Saturday, November 06, 2010

Protests end gay Jesus exhibit in Spain

“The Doubt of Thomas” (from “Circus Christi” series) by Fernando Bayona Gonzalez, 2009.

An exhibit of gay Jesus photos in Spain was closed recently after protests from Catholic groups.

“Circus Christi,” a series of gay Jesus photos by Fernando Bayona Gonzalez, sparked controversy and death threats when it was displayed at the University of Granada in Spain earlier this year. The university abruptly ended the exhibition early, citing concerns for the safety of exhibition viewers. The show opened on Feb. 11 and closed after less than a week, even though it was scheduled to run to March 5.

According to news reports, several Catholic groups and extremist organizations called for a ban on “Circus Christi,” and the artist received several death threats. “I knew it could have a significant impact, but I never imagined we would come to such extremes,” Gonzalez said in a press conference.

“Circus Christi” is a series of 14 large, elaborate photos depicting the life, death and resurrection of a contemporary gay (or bisexual) Jesus. The title is a play on the Latin phrase “corpus Christi,” meaning body of Christ. Its press kit describes the series as a “kitsch, ironic, poignant and subversive contemporary reversal of the Biblical story, a critical view of the New Testament, set in the 1970s and continuing to this day.”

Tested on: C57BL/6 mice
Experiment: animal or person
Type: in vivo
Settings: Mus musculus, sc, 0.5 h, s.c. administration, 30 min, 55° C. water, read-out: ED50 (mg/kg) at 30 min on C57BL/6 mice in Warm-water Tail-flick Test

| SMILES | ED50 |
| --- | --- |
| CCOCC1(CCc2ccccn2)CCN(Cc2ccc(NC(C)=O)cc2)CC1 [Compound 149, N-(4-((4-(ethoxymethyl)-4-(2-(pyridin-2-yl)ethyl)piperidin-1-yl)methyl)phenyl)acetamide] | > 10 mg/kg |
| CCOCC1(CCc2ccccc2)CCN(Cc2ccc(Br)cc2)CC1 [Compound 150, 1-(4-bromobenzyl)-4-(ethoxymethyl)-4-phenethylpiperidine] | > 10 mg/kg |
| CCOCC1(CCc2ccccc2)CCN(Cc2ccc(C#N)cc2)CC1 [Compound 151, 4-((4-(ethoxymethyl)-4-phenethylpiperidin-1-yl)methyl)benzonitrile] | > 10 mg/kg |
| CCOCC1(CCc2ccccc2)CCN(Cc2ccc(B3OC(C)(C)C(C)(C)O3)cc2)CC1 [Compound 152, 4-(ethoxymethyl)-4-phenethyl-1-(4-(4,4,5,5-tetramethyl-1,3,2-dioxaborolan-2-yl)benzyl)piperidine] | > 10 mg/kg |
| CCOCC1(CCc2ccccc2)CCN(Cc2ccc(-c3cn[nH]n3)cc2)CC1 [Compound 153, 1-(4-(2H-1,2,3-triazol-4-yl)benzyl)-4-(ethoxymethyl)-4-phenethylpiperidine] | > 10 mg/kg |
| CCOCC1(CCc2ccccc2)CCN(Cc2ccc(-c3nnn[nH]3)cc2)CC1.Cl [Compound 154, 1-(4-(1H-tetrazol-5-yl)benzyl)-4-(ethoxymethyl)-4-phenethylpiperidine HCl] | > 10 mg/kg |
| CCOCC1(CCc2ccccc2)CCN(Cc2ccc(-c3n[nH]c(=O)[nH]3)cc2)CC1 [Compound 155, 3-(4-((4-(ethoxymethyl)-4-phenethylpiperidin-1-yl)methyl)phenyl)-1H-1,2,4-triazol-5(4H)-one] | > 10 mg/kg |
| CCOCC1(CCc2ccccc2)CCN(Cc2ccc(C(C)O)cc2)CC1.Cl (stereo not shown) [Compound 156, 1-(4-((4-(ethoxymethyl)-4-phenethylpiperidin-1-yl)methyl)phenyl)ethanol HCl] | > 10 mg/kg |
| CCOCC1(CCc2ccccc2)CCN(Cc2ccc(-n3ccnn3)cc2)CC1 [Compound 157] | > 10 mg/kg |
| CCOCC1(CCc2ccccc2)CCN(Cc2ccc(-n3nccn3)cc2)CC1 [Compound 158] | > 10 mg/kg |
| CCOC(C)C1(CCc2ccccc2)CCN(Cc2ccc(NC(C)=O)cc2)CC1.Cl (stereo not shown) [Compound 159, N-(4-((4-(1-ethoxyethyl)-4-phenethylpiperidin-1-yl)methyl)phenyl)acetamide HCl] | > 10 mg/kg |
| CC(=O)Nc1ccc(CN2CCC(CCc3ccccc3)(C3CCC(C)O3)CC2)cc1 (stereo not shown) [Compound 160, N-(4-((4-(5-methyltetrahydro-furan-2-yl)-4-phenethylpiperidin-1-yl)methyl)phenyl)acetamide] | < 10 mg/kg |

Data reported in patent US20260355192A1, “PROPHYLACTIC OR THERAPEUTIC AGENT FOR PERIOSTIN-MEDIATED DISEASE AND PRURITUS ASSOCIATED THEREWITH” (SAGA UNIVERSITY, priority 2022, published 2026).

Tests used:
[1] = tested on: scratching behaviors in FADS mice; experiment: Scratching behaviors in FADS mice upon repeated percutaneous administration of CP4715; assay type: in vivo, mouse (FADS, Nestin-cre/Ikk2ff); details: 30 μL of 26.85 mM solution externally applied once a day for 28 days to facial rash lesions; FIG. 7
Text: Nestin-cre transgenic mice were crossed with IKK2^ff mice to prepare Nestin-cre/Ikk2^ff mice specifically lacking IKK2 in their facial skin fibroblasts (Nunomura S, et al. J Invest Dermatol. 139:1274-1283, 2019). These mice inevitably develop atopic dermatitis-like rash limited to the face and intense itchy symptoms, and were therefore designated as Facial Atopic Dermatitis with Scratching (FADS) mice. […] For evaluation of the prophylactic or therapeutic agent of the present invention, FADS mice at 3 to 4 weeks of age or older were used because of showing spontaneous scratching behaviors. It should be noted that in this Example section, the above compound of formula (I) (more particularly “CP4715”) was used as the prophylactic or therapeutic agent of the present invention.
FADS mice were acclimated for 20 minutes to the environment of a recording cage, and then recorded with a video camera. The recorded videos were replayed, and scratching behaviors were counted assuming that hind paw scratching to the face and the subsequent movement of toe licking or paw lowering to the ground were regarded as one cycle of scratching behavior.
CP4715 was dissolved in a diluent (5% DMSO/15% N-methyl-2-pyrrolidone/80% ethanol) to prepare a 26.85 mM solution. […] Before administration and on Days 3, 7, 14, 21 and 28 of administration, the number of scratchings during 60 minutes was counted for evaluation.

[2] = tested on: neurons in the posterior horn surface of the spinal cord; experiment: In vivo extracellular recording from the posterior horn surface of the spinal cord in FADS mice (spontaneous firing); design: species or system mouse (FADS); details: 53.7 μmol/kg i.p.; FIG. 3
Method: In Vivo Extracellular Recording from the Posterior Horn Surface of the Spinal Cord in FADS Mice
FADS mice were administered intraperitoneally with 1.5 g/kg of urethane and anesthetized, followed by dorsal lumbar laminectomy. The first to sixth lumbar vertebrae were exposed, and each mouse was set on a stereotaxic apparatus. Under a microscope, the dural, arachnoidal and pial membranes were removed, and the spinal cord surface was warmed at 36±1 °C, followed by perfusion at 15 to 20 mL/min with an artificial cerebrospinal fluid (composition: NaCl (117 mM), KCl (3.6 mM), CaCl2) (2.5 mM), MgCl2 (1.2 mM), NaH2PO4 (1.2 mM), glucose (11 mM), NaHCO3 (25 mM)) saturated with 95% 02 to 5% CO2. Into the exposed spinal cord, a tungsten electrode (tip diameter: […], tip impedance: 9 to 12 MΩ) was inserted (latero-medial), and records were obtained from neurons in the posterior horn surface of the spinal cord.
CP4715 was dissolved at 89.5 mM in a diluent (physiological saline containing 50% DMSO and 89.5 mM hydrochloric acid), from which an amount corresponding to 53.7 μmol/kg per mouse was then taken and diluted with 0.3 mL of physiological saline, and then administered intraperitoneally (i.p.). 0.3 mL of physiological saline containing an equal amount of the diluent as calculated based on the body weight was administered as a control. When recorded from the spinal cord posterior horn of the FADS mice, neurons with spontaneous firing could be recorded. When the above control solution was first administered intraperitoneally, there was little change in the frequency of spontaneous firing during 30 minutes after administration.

In “Circus Christi,” Jesus is born in a hospital with medical assistance. He and his mother live in an urban world of strippers and prostitutes, leading to Jesus’ first sexual encounter -- with Mary Magdalene as his partner. He goes on to discover (and be betrayed by) homosexuality. His baptism by fire has homoerotic undertones and Jesus turns into a rock-n-roll Messiah. He and Judas enjoy a sensuous kiss in a tunnel where gay men cruise for sex. The next photo shows Jesus lying crucified on the streets, lit by the headlights of a car.

His resurrection occurs in the sterile, tomblike space of a modern hospital. In the final photo, a gay Jesus is reunited with his friends in an exceptionally beautiful version of doubting Thomas touching the wounds of the risen Christ.

Conservatives can find much more so-called “blasphemy” in “Circus Christi” than just the homosexuality of Jesus, but ultimately Gonzalez photos do convey the basic Christian story: Jesus overcame the world’s horrors and rose to live and love again.

Gonzalez lives and works in Granada, Spain and Milan, Italy. Born in 1980, he has a master’s degree in photography from NABA University in Milan. With permission from Gonzalez, some photos from “Circus Christi” are posted here.

“Baptism” (from “Circus Christi” series) by Fernando Bayona Gonzalez

“Kiss of Judas” (from “Circus Christi” series) by Fernando Bayona Gonzalez

“Crucifixion” (from “Circus Christi” series) by Fernando Bayona Gonzalez

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